2016–177624464254.3551942807th, Atlantic2017Did not qualify
2017–187634336377.5072082526th, Atlantic2018Did not qualify
2018–197629367469.4542092668th, Atlantic2019Did not qualify


Current roster

Updated December 12, 2019.[7][8]

# Nat Player Pos S/G Age Acquired Birthplace Contract
28 Lias Andersson C L 21 2017 Smögen, Sweden Rangers
39 Matt Beleskey LW L 31 2018 Windsor, Ontario Rangers
9 Phillip Di Giuseppe C L 26 2019 Maple, Ontario Rangers
16 Ryan Dmowski LW L 22 2019 East Lyme, Connecticut Wolf Pack
22 Nick Ebert D R 25 2019 Livingston, New Jersey Rangers
19 Steven Fogarty (C) C R 26 2016 Chambersburg, Pennsylvania Rangers
37 Gabriel Fontaine C L 22 2016 Montreal, Canada Rangers
44 Mason Geertsen D L 24 2019 Drayton Valley, Alberta Wolf Pack
26 Tim Gettinger LW L 21 2017 North Olmsted, Ohio Rangers
11 Ryan Gropp LW L 23 2017 Kamloops, British Columbia Rangers
35 Adam Huska G L 22 2019 Zvolen, Slovakia Rangers
8 Nick Jones RW R 23 2019 Edmonton, Alberta Wolf Pack
4 Joey Keane D R 20 2019 Chicago, Illinois Rangers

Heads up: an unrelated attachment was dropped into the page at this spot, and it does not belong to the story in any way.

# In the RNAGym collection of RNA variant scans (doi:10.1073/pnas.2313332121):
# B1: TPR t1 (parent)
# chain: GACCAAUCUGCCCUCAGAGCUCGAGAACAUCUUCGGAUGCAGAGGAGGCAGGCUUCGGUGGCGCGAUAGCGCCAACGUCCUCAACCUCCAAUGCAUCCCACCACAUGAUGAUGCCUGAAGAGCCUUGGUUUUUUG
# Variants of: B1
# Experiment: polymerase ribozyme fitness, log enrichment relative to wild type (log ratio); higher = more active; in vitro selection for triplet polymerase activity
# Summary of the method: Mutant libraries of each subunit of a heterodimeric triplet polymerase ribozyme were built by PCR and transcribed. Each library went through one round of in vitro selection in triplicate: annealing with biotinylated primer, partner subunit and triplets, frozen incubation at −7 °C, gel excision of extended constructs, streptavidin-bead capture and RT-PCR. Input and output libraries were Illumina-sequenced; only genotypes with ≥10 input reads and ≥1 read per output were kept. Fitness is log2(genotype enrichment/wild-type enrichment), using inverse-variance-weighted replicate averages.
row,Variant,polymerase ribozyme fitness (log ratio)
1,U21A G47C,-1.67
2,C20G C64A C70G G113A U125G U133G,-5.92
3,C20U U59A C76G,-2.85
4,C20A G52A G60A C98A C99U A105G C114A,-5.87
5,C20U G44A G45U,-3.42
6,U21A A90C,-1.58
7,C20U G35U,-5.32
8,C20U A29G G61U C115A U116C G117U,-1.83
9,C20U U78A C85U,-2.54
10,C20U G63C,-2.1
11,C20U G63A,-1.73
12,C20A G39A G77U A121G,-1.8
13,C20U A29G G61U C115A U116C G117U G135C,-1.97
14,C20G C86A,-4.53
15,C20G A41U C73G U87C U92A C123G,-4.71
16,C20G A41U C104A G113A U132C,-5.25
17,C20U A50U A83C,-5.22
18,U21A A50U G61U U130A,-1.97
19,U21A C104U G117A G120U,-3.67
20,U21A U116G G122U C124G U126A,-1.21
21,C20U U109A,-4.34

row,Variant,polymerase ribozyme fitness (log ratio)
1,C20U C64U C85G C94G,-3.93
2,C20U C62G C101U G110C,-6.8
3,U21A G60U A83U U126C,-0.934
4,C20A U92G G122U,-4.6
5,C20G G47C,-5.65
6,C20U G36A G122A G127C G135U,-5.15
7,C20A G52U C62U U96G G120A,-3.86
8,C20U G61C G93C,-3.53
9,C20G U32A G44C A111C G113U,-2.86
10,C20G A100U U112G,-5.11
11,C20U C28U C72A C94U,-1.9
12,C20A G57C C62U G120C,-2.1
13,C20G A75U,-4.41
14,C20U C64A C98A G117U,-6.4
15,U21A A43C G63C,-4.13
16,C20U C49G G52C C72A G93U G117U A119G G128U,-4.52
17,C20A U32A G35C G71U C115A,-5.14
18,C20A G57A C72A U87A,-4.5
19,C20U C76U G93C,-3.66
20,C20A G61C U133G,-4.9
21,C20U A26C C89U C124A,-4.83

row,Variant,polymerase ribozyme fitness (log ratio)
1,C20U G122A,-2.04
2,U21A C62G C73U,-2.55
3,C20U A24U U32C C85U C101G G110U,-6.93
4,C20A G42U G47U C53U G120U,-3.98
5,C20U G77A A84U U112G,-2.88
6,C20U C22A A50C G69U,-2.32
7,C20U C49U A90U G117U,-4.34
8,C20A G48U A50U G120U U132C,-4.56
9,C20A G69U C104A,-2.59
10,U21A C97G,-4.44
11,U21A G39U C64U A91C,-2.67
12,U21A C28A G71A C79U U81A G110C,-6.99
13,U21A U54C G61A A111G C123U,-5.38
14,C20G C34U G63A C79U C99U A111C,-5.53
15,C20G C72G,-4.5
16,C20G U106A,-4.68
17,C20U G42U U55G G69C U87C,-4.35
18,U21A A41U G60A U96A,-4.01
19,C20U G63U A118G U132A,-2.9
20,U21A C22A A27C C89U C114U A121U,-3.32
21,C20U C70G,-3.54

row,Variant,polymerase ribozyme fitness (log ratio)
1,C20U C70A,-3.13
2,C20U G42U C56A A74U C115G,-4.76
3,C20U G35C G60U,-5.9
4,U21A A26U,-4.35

91 Vitali Kravtsov RW L 19 2018 Vladivostok, Russia Rangers
95 Vinni Lettieri C R 24 2017 Excelsior, Minnesota Rangers
5 Vincent LoVerde (A) D R 30 2019 Chicago, Illinois Wolf Pack
13 Patrick Newell RW L 23 2019 Thousand Oaks, California Rangers
15 Boo Nieves (A) C L 25 2012 Baldwinsville, New York Rangers
65 Danny O'Regan C R 25 2019 Berlin, Germany Rangers
24 Darren Raddysh D R 23 2019 Caledon, Ontario Rangers
57 Yegor Rykov D L 22 2019 Vidnoe, Russia Rangers
31 Igor Shestyorkin G L 23 2019 Moscow, Russia Rangers
2 Jeff Taylor D L 25 2019 Clifton Park, New York Wolf Pack
78 Lewis Zerter-Gossage RW R 24 2019 Montreal, Quebec Wolf Pack

Retired numbers

  • 12 Ken Gernander: right wing, 1997–2005; head coach, 2007–2017

Team captains

Notable alumni

The following players have played both 100 games in Hartford and 100 games in the National Hockey League:

Team records

Single season
Goals: 50, Brad Smyth (2000–01)
Assists: 69, Derek Armstrong (2000–01)
Points: 101, Derek Armstrong (2000–01)
Penalty Minutes: 415, Dale Purinton (1999–2000)
GAA: 1.59, Jason LaBarbera (2003–04)
SV%: .936, Jason LaBarbera (2003–04)
Shutouts: 13, Jason LaBarbera (2003–04)
Goaltending Wins: 34, Jason LaBarbera (2003–04)
Goals: 184, Brad Smyth
Assists: 204, Derek Armstrong
Points: 365, Brad Smyth
Penalty Minutes: 1077, Dale Purinton
Shutouts: 21, Jason LaBarbera
Goaltending Wins: 91, Jason LaBarbera
Games: 599, Ken Gernander